Vercellone, CARLO (CHARLES), Biblical scholar, b. at Biella, Milan; d. at Rome, January 19, 1869. He entered the Order of the Barnabites, at Genoa, in 1829; studied philosophy at Turin and theology at Rome, under Aloysius Ungarelli; taught the sacred sciences at Alessandria, Turin, Perugia, and Parma; and, in 1847, was made president of the college of the Barnabites at Rome, a position which he held together with the charge, first, of procurator, and then general, of his order, and with various offices in several Roman Congregations, until his death. His first publication was (1857) the edition (5 quarto volumes) of the Vatican MS. (B) of the Scriptures prepared by Cardinal Mai under the auspices of Leo XII and printed from 1828 to 1838, to which he added by way of preface a letter to the reader. That this edition was far from perfect, Mai himself had well realized, and Vercellone publicly acknowledged in the above-mentioned letter; he at once set out to have it corrected mainly from Mai’s notes, the outcome of his labors being a new octavo edition of the New Testament (Rome, 1859), prefaced by an excellent epistle. A few months before, a poor reprint of the New Testament edition of 1857 had been struck off at Leipzig for a London firm. Yet critics persisted in thinking a new and accurate edition of the “Vaticanus” was imperatively needed, and Pius IX manifested his intention to carry out the design and entrust it to Vercellone. The latter helped Tischendorf in the preparation of his “November Test. Vat.” (Leipzig, 1867).
In 1868, appeared the first volume of the “Bibliorum sacrorum graecus codex vaticanus, auspice Pio IX. editus”, the work of Vercellone and the Basilian monk Cozza; the second volume (Genesis-Josue) followed in 1869, shortly before Vercellone’s death, and the others in 1870, 1871, 1872, and 1881, Cajetan Sergio and Canon Henry Fabiani having replaced Vercellone. Vercellone’s critical studies on the text of the Latin Vulgate, although he brought the work only as far as IV Kings, contributed more to his fame than the editing of the Vatican MS. These studies, with important and valuable prolegomena, appeared (2 vols., 1860-64) under the title, “Variae lectiones Vulgates latinae editionis Bibliorum”, and may be said to have paved the way to the revision of the Vulgate now in progress. As preparatory to his edition of the Greek Bible, Vercellone wrote “Ulteriori studii sul N. T. greco dell’ antichissimo Cod. Vaticano” (Rome, 1866); in 1867 he published a critical study, “La Storia dell’ adultera nel Vangelo di s. Giovanni” (Rome), in which he defended the authenticity of the passage (John, vii, 53-viii, 11). He also edited nine pamphlets of Gerdil on the Hierarchy of the Church. In 1869 he published a “Discours sur l’histoire des langues semitiques de Renan”, in which he refuted some of the assertions of the French critic.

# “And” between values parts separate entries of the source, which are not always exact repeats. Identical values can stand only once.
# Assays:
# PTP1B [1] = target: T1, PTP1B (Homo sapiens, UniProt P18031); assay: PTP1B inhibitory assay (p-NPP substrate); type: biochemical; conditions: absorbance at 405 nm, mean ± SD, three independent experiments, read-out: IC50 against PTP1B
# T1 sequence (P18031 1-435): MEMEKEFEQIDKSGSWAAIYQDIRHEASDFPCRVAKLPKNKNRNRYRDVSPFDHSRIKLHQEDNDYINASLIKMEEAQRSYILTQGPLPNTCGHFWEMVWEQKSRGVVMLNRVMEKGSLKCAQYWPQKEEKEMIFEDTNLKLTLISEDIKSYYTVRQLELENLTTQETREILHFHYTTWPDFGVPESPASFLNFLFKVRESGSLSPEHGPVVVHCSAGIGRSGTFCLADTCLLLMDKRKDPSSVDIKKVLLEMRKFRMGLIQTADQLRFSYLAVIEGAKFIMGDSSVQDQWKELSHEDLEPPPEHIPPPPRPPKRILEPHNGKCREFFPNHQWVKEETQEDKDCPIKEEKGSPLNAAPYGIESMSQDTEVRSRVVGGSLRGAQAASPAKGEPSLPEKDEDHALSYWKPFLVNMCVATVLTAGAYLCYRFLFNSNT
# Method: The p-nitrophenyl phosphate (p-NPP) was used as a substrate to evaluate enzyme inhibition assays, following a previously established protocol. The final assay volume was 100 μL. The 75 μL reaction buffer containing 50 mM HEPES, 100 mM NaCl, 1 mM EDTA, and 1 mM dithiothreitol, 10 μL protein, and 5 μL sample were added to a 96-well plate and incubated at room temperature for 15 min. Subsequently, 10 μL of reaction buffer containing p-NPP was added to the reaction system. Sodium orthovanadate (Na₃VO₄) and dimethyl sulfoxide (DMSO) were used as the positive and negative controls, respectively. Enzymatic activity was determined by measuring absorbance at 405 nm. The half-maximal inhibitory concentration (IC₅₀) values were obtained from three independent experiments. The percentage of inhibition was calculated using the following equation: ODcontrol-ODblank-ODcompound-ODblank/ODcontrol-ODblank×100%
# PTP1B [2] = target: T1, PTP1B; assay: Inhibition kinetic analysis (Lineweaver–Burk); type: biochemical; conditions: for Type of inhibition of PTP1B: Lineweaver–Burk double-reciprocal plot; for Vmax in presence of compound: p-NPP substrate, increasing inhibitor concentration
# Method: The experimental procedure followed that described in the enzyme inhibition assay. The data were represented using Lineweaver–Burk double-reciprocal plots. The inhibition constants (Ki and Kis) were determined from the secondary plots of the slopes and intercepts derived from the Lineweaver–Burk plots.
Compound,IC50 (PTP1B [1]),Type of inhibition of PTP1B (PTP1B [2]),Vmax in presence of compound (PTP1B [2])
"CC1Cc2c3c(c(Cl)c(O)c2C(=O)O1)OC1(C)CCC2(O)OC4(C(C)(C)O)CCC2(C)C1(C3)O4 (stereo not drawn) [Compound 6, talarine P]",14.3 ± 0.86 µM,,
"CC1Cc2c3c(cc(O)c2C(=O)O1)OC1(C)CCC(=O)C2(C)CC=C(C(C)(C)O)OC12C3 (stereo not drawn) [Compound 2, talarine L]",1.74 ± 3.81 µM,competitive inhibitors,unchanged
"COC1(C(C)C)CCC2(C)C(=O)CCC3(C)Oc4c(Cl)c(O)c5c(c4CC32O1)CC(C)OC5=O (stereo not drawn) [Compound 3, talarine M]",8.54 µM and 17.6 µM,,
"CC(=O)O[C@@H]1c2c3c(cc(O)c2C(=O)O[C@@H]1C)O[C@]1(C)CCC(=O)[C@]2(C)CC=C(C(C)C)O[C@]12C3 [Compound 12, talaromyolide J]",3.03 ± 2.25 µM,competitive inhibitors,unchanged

CHARLES L. SOUVAY